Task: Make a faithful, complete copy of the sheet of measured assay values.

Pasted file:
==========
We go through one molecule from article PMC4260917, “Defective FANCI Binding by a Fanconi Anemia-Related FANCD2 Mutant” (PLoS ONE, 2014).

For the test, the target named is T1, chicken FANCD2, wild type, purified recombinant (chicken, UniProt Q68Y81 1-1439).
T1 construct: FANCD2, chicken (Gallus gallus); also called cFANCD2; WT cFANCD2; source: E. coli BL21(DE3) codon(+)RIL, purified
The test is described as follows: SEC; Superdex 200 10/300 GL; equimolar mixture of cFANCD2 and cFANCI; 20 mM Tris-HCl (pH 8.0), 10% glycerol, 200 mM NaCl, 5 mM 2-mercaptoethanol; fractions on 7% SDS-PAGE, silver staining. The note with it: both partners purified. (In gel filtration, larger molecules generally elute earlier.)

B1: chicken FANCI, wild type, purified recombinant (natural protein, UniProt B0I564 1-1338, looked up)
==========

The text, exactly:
We go through one molecule from article PMC4260917, “Defective FANCI Binding by a Fanconi Anemia-Related FANCD2 Mutant” (PLoS ONE, 2014).

For the test, the target named is T1, chicken FANCD2, wild type, purified recombinant (chicken, UniProt Q68Y81 1-1439).
T1 construct: FANCD2, chicken (Gallus gallus); also called cFANCD2; WT cFANCD2; source: E. coli BL21(DE3) codon(+)RIL, purified
The test is described as follows: SEC; Superdex 200 10/300 GL; equimolar mixture of cFANCD2 and cFANCI; 20 mM Tris-HCl (pH 8.0), 10% glycerol, 200 mM NaCl, 5 mM 2-mercaptoethanol; fractions on 7% SDS-PAGE, silver staining. The note with it: both partners purified. (In gel filtration, larger molecules generally elute earlier.)

B1: chicken FANCI, wild type, purified recombinant (natural protein, UniProt B0I564 1-1338, looked up)